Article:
When I think of Temple Emanuel, I think of my past, present and future.  We moved to Florida and to this temple when I was four years old, which means I’ve been attending Purim carnivals in Berkowitz Hall for over 30 years.  So much of my childhood centered around the temple, and the activities in which I participated in over the years – making bagel and lox boxes, building a wailing wall out of cardboard blocks, Israeli festivals – brought me so much joy.  My most important element of my past were my friends I made, and the highlight of my high school career was attending USY conventions.  We so looked forward to the conventions we attended, and we even had the opportunity to host a post-convention at Temple Emanuel, and so many of our temple members hosted teenagers in their home.  The Lakeland chapter of USY had a reputation for being close-knit and intensely loyal, and all the other chapters wanted to emulate us.

Fast forward a few years, and the temple was still central in our lives.  We hosted my parents’ surprise 25th anniversary party here, and almost 13 years ago my husband and I were married under a chuppah in our sanctuary.  Several months later, four days after I found out I was pregnant with my first child, I learned that one of my temple friends had passed away.  It’s something I’ve never gotten over, something I still never will get over.  And once again, my temple friends and I banded together to make a memory book about her for her mother.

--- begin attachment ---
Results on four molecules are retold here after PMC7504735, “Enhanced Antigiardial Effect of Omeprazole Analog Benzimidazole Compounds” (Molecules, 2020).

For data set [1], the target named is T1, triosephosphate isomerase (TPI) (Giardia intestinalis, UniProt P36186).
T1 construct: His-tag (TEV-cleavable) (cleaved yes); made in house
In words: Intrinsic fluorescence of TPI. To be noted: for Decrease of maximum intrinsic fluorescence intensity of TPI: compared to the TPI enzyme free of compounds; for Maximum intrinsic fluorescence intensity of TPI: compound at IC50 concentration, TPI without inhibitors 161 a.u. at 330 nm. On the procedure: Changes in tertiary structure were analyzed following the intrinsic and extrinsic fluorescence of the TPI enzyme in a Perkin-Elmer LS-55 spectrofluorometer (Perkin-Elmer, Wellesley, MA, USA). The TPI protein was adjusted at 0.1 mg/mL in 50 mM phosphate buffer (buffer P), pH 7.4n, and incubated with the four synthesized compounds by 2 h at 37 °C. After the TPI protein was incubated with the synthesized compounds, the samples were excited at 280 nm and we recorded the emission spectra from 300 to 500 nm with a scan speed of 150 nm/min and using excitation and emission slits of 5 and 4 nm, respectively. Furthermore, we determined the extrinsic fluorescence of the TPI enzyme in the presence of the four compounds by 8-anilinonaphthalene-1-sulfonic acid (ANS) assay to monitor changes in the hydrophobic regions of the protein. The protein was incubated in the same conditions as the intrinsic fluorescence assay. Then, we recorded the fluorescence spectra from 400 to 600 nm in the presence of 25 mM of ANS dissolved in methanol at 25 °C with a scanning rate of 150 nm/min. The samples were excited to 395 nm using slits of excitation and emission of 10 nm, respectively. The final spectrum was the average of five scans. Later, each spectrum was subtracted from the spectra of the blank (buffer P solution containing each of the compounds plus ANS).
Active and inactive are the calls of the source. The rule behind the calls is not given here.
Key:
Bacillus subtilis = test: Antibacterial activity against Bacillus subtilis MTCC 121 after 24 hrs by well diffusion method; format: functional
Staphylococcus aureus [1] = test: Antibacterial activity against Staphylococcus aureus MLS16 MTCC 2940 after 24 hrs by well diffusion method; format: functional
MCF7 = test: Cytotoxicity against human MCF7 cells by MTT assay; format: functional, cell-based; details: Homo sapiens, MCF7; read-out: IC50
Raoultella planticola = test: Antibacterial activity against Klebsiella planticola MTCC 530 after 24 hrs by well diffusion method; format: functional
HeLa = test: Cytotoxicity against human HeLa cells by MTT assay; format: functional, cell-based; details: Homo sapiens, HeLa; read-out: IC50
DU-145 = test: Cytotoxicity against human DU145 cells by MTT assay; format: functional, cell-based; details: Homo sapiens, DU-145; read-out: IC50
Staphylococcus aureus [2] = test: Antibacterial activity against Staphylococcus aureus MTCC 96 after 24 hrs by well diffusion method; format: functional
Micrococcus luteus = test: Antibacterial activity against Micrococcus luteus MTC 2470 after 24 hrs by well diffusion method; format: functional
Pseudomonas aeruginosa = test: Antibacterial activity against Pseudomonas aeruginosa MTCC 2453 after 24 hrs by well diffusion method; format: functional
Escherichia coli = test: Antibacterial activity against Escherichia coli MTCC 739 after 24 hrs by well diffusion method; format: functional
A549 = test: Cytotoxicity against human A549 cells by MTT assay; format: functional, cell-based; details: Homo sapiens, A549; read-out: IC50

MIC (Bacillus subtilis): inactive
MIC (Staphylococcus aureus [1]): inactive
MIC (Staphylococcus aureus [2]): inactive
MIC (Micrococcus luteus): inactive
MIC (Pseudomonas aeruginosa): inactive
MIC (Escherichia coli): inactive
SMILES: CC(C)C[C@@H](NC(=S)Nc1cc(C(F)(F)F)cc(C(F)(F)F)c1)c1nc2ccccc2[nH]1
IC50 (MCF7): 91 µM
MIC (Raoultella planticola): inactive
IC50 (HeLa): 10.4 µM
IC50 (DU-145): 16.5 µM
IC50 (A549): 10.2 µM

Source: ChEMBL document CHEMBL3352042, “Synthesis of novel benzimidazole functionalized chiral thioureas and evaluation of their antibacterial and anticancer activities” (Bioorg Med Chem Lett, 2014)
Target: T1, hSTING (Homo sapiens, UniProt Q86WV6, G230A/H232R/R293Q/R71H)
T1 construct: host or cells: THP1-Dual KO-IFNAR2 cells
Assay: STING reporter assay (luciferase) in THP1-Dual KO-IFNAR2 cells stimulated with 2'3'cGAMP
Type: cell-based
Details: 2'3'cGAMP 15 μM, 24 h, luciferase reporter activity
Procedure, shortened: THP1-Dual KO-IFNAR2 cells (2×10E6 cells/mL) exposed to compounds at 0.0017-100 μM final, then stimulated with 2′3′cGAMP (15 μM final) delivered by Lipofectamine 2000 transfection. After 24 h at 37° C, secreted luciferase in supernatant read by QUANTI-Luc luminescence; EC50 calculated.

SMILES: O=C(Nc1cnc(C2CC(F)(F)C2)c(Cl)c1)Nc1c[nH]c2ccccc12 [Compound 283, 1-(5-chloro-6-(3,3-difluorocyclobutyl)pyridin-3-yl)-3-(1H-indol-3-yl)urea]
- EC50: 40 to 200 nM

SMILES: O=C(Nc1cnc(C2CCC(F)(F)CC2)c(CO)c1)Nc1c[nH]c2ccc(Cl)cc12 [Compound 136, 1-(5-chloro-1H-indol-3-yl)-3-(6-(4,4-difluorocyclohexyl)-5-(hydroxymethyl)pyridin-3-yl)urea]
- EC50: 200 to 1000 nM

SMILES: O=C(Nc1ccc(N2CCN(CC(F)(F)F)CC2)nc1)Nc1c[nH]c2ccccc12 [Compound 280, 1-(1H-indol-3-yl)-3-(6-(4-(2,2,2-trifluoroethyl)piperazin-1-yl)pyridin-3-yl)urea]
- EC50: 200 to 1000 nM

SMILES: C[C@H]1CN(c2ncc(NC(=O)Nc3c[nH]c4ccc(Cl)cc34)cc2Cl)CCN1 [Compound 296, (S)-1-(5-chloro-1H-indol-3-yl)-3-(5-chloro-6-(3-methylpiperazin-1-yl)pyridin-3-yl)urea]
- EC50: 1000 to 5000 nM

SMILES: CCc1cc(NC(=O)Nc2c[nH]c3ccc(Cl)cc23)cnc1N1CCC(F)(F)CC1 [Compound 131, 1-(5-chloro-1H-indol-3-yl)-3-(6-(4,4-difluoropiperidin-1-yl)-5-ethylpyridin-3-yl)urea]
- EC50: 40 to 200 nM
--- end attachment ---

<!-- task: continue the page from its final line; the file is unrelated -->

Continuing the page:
Now I have two children and being Jewish and having Temple Emanuel is even more important to me.  I know how it was for me growing up and often being the first Jew someone had met.  Unlike many other Jews living in Florida, I did not grow up in the northeast and have the experience of having a large Jewish community.  For that reason, I’m used to explaining what Judaism is, and I don’t get offended by having to do so.  However, it’s nice to come to a place where you don’t have to explain.  It’s nice to come to a place where you have found community, a sense of belonging and Yiddishkeit.

Once in graduate school, my teacher led us through a relaxation exercise where you had to feel in your pocket and pull out something that was a symbol of where you have been and where you are going.  For me, that symbol was understandably the Star of David.  That’s what I want for my children, and for all Jewish children at Temple Emanuel.

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